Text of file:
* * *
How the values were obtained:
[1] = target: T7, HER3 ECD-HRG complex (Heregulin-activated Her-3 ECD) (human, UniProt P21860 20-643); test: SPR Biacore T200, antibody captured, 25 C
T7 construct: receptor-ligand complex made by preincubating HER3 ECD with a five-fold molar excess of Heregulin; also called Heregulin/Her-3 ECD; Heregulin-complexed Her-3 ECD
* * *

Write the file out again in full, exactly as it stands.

How the values were obtained:
[1] = target: T7, HER3 ECD-HRG complex (Heregulin-activated Her-3 ECD) (human, UniProt P21860 20-643); test: SPR Biacore T200, antibody captured, 25 C
T7 construct: receptor-ligand complex made by preincubating HER3 ECD with a five-fold molar excess of Heregulin; also called Heregulin/Her-3 ECD; Heregulin-complexed Her-3 ECD